Barn cat program is a job agency for unemployed feral cats

I like the description of a feral cat barn relocation programme as akin to an unemployment agency or job center for cats. It’s a term used by Maria, an intern, in her article for Dallas (good article by the way). She takes it from Jeanne Saadi, the managing director of Mesquite Animal Services.

Mesquite Animal Services Barn Cat Program. Photo: Dallas News/Mesquite Animal Services

She is referring to Mesquite’s barn cat program. Mesquite residents can obtain a permit to trap feral cats inside the city limits says Jeanne Saadi. They get a trap on loan and the permit is valid for three weeks renewable on a telephone call.

The trapped cat is taking to the shelter where he or she is held for three days to make sure that they are not owned i.e. a domestic cat. The cats are checked out by veterinarian and spayed or neutered followed by the usual ear tipping as it is called.

The cat is then returned to the neighbourhood or in the case of Jared Walker relocated to a farm. Walker owns a 40-acre hay farm in Sulphur Springs. He’s been dealing with unwanted wildlife such as snakes and mice on his farm and up until now he’s been tackling the problem with chemicals, which I presume he means poisons to kill the animals. However, he much prefers a more cost-effective and safe alternative which means jobs for feral cats.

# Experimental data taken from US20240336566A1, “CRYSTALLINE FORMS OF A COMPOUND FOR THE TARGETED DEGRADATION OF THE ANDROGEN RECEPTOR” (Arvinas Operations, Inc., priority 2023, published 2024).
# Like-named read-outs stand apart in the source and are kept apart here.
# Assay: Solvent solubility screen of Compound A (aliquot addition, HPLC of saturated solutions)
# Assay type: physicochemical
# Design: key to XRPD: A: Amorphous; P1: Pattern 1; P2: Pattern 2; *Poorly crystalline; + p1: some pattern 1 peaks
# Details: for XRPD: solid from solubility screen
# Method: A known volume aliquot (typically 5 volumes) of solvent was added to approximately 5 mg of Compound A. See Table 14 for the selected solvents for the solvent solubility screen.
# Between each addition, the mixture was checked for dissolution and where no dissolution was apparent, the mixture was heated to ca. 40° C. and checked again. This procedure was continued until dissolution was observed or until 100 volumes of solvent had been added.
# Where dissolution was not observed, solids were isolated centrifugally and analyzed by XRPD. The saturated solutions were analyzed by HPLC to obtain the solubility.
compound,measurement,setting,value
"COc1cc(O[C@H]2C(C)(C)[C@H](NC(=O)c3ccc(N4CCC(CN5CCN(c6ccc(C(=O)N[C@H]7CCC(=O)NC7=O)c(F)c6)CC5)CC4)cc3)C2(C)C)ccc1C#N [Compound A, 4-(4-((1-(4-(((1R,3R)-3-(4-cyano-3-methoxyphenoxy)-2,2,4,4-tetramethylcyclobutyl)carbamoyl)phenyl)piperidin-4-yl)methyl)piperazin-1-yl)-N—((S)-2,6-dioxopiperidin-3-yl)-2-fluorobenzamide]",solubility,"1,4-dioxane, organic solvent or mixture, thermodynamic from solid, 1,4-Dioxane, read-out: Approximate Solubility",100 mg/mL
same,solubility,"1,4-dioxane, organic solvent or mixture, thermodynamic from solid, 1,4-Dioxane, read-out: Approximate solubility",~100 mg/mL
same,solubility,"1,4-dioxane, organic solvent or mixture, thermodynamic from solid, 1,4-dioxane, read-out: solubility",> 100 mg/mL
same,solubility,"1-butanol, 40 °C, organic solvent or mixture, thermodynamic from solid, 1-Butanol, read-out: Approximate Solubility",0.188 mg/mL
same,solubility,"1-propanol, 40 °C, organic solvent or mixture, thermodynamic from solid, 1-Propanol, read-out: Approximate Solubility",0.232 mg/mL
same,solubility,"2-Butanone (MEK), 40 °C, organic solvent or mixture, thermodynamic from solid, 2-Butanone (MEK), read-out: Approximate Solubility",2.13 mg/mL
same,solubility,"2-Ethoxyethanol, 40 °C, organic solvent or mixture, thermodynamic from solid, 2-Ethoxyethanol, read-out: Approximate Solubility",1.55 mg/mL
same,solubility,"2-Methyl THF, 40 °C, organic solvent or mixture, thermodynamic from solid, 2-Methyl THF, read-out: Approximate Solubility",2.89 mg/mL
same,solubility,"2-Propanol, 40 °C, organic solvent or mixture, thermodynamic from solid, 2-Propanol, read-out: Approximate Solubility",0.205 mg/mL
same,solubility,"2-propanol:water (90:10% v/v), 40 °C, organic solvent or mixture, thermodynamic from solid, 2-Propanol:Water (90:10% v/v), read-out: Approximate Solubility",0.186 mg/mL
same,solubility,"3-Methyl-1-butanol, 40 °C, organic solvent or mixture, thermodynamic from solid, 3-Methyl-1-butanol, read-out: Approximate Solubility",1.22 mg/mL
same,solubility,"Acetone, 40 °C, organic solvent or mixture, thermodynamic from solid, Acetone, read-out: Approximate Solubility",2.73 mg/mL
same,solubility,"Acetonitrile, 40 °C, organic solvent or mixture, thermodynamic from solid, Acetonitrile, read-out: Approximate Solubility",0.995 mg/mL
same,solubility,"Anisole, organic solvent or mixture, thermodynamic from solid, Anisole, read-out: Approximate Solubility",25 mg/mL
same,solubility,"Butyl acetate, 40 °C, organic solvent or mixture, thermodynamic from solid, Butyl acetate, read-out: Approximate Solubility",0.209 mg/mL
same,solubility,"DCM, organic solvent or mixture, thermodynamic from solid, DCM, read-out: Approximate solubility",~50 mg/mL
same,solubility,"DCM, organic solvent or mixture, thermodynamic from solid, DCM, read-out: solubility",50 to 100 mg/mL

Walker says that he was concerned about the health of his dogs and his two-year-old nephew visiting the farm with poisons lying around and therefore adopting the cats was sensible and good for business too.

“I’m just giving them shelter and a little bit of food, and they save me in the long run a lot.”

Most feral cats trapped by Mesquite Animal Services are returned to where they came from but in 2019 about 24 out of 250 have been relocated through the barn cat program.

It’s another example of how there can be better outcomes for feral cats rather than simply killing them. The barn cat program is not only better for the cats but it is better for the community. The community’s social conscience is clear because they’re doing the right thing. They are do something humane and sensible rather than crudely killing feral cats, which is almost universally agreed to be cruel and an unsuccessful management method.

P.S. In the UK, Larry the cat living at the Prime Minister’s office and residence was selected from Battersea Dogs & Cats Home as a good mouser.

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Michael Broad

Hi, I'm a 71-year-old retired solicitor (attorney in the US). Before qualifying I worked in a many jobs including professional photography. I have a girlfriend, Michelle. I love nature, cats and all animals. I am concerned about their welfare.

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